[Marxism] Badiou on the political necessity for the ideology of evil (and other things we don't like but can't explain)

Jurriaan Bendien andromeda246 at hetnet.nl
Sun May 9 18:20:56 MDT 2004


Alain Badiou, Ph.D, born in Rabat, Morocco in 1937, Alain Badiou was a
student at the école Normale Supérieure in the 1950s. He taught at the
University of Paris VIII (Vincennes-Saint Denis) from 1969 until 1999, when
he returned to ENS as the Chaire of the philosophy department. He continues
to teach a popular seminar at the Collège International de Philosophie, on
topics ranging from the great 'antiphilosophers' (Saint-Paul, Nietzsche,
Wittgenstein, Lacan .) to the major conceptual innovations of the twentieth
century. Much of Badiou's life has been shaped by his dedication to the
consequences of the May 1968 revolt in Paris. Long a leading member of Union
des jeunesses communistes de France (marxistes-léninistes), he remains with
Sylvain Lazarus and Natacha Michel at the centre of L'Organisation
Politique, a post-party organization concerned with direct popular
intervention in a wide range of issues (including immigration, labor, and
housing). He is the author of several successful novels and plays as well as
more than a dozen philosophical works.
http://www.egs.edu/faculty/badiou.html

An excerpt from an interview with Dr Badiou:

"Today we see liberal capitalism and its political system,
parlimentarianism, as the only natural and acceptable solutions. Every
revolutionary idea is considered utopian and ultimately criminal. We are
made to believe that the global spread of capitalism and what gets called
"democracy" is the dream of all humanity. And also that the whole world
wants the authority of the American Empire, and its military police, NATO.

In truth, our leaders and propagandists know very well that liberal
capitalism is an inegalitarian regime, unjust, and unacceptable for the vast
majority of humanity. And they know too that our "democracy" is an illusion:
Where is the power of the people? Where is the political power for third
world peasants, the European working class, the poor everywhere? We live in
a contradiction: a brutal state of affairs, profoundly inegalitarian-where
all existence is evaluated in terms of money alone - is presented to us as
ideal.

To justify their conservatism, the partisans of the established order cannot
really call it ideal or wonderful. So instead, they have decided to say that
all the rest is horrible. Sure, they say, we may not live in a condition of
perfect Goodness. But we're lucky that we don't live in a condition of Evil.
Our democracy is not perfect. But it's better than the bloody dictatorships.
Capitalism is unjust. But it's not criminal like Stalinism. We let millions
of Africans die of AIDS, but we don't make racist nationalist declarations
like Milosevic. We kill Iraqis with our airplanes, but we don't cut their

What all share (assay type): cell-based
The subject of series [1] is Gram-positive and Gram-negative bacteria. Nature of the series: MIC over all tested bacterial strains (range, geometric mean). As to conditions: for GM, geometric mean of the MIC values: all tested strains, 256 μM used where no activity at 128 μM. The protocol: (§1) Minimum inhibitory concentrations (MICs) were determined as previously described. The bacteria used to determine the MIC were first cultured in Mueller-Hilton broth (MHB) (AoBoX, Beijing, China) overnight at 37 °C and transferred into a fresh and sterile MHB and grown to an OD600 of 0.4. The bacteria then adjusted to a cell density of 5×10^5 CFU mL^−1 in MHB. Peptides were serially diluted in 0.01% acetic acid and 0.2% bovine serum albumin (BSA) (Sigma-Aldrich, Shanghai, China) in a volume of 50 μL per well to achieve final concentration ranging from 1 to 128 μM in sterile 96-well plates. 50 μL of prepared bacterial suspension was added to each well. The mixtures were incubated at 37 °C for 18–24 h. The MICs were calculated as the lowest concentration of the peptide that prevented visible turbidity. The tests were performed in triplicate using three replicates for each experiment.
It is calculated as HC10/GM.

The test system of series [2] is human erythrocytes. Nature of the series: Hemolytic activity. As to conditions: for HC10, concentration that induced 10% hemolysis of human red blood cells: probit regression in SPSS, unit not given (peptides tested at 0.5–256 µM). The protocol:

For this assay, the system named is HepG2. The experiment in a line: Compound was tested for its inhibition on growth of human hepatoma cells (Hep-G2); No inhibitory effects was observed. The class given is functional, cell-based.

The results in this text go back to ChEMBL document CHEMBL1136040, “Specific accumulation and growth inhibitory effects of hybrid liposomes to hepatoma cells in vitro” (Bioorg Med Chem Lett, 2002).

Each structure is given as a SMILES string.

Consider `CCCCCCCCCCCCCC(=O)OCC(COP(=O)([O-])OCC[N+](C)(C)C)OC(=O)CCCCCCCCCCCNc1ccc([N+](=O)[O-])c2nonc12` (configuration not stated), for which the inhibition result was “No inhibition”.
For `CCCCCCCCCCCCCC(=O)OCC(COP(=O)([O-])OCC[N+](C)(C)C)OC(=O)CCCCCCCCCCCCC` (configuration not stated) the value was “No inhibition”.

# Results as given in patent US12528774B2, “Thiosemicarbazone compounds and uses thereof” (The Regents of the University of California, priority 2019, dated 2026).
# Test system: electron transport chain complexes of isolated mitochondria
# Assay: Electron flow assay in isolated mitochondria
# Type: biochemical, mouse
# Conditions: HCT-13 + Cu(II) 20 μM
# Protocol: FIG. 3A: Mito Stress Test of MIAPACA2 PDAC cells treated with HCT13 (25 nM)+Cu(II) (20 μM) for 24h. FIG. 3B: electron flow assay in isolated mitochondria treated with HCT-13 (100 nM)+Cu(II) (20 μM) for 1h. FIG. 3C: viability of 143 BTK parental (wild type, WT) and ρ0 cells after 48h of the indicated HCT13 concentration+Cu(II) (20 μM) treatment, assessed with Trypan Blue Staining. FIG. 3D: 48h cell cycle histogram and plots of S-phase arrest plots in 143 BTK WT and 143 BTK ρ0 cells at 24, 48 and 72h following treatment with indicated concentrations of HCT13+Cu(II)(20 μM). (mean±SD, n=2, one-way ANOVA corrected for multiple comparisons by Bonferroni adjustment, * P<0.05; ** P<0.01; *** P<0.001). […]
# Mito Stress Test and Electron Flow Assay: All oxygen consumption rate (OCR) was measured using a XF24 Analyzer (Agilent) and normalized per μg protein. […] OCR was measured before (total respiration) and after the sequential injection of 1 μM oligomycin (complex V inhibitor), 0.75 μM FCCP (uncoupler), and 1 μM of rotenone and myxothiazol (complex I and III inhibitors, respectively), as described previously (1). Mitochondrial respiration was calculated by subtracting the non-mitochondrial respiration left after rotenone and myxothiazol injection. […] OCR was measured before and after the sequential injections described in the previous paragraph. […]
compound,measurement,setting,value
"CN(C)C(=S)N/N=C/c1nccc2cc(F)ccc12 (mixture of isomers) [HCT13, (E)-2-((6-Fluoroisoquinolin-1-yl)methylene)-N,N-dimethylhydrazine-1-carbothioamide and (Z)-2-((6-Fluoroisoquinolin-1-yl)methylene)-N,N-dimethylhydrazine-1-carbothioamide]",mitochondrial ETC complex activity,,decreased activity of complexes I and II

throats with machetes like they do in Rwanda, etc.

That's why the idea of Evil has become essential. No intellectual will
actually defend the brutal power of money and the accompanying political
disdain for the disenfranchised, or for manual laborers, but many agree to
say that real Evil is elsewhere. Who indeed today would defend the Stalinist
terror, the African genocides, the Latin American torturers? Nobody. It's
there that the consensus concerning Evil is decisive.

Under the pretext of not accepting Evil, we end up making believe that we
have, if not the Good, at least the best possible state of affairs-even if
this best is not so great. The refrain of "human rights" is nothing other
than the ideology of modern liberal capitalism: We won't massacre you, we
won't torture you in caves, so keep quiet and worship the golden calf. As
for those who don't want to worship it, or who don't believe in our
superiority, there's always the American army and its European minions to
make them be quiet. (...) The real question underlying the question of Evil
is the following: What is the Good?
http://www.cabinetmagazine.org/issues/5/alainbadiou.php

We could also ask: what, if anything, is socialism really about, in this day
and age ?

I want to be straight, I want to be straight
I wanna create a place of my own, in the welfare state
Brr, gonna be good, brr, gonna be kind
It might be a wrench, but think of the stench, I'm leaving behind
I want to be straight, I want to be straight
Come out of the cold, and do what I'm told, and don't deviate
I wanna give, I wanna give, I wanna give my consent
I'm learning to hate all the things that I thought when I used to be. bent!
Could be straight now ?
dum dum dilley
Might lead to greatness ?
dur yuh dum der
Owing to lateness....
My chance has only just arrived, ha !

- Ian Dury and the Blockheads, "I want to be straight".














More information about the Marxism mailing list